Equities bull market economics…is it really enough?

Monday Morning Read

As we noted at the end of last month, there is quite a lot to be said for the constructive influence on equities of the typical early quarter upbeat earnings announcements. Yet of late those have been more questionable, especially in some key areas like fast food and high tech. All of which seems to point to a consumer that is less upbeat about either their personal finances or possibly the global picture. The latter is understandable based on factors reviewed in our TrendView Video analysis excerpts.

A consistent geopolitical theme emerges which also seems to have become relevant for global economics, and ultimately the equity markets: The lack of US leadership has left the world a less certain place. Our stronger focus on the confluence of geopolitical problems from a couple of months ago allowed that those might take a while to filter through to the economic aspects.

Well, it appears they have. And the question becomes what to look for next?




To briefly revisit the geopolitical aspects noted previous, some assert the current situation is the worst it has ever been. Yet we have seen this before. The phenomenally geopolitically inept U.S. administration that fomented similar types of global disarray was the Carter regime. Please revisit our previous recent posts for our anticipation of how the Ukrainian situation and other disturbances would potentially affect the equity market mentality (which has now finally occurred), and remain a potential future stressor.

As we have anticipated might be the case over the past month-and-a-half or so, equity market participants had possibly still not taken the potential risks inherent in multiple unstable geopolitical developments quite as seriously as they should. That came home to roost in the form of the recent US announcement of greater sanctions on Russia. These were more extensive than expected from what had been a lax approach, and carried the risk of a backlash of economic pressure on a still weak European economy that now seems to be the case.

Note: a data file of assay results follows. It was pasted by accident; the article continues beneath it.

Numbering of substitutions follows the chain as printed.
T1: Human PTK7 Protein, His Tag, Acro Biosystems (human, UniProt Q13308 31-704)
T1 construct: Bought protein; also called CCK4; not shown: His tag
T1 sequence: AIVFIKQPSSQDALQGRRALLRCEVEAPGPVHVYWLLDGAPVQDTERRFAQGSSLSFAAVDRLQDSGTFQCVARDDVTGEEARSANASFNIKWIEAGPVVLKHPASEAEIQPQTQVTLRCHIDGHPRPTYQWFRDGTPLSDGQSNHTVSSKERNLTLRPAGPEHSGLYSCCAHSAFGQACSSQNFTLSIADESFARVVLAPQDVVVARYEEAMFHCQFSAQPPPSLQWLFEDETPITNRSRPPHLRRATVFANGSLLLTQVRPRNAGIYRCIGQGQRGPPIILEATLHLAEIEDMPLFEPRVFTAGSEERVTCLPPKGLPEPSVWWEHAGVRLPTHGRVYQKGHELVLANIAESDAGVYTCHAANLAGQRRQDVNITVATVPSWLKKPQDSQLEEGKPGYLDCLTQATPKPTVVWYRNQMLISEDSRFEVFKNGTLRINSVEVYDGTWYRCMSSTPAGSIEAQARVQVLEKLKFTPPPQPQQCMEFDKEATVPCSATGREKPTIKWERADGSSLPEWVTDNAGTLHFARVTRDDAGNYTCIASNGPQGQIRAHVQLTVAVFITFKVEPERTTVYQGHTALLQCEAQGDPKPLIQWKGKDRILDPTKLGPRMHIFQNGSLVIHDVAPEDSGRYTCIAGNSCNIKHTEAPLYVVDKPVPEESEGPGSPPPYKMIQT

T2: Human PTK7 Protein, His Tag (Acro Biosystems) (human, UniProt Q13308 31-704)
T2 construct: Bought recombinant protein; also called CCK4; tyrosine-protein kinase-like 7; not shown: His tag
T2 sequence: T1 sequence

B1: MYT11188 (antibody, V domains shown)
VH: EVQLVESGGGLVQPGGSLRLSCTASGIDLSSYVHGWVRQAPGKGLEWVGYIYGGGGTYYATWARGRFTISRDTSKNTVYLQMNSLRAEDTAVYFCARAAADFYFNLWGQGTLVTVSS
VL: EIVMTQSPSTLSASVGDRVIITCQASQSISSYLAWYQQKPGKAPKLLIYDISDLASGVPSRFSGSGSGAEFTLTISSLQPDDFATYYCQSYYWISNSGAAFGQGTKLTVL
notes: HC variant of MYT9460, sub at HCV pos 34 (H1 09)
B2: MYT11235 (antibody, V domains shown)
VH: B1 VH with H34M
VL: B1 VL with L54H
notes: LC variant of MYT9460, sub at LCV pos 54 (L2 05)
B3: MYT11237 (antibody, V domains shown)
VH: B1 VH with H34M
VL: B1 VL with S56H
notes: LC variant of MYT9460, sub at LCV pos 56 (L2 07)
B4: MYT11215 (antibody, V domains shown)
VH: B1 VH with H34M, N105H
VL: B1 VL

Yet those did not really hit the markets until the response from Russia was that they could respond in kind regardless of how much that might hurt their economy. And that is now abetted by the renewed geopolitical disarray like the Isis situation in Syria and Iraq, and the renewed concerns over the Russian ‘aid’ convoy attempting to enter the Ukraine. Of course, that drag on the equities is also glaringly apparent in the drop from higher trading levels on today’s latest Russia-Ukraine flare up.

For the first time since the late 1970’s (which we suppose the majority of current market participants did not live through) there is a sense of politico-economic (to borrow a physics concept) ‘entropy’. That is the lack of enough energy to structure a given system, which leads to it becoming more chaotic.

It also carries the social connotation of ‘decline’ or ‘degeneration’. As we have already discussed this at length in previous video analysis posts, suffice to say for now that the Obama administration not applying sufficient focus and credible timely action in foreign policy is leaving the world a more chaotic place. And that may be affecting overall confidence, and even the future path of corporate earnings. The old saying is, “The market (which is to say the equities) dislikes nothing quite so much as uncertainty.”

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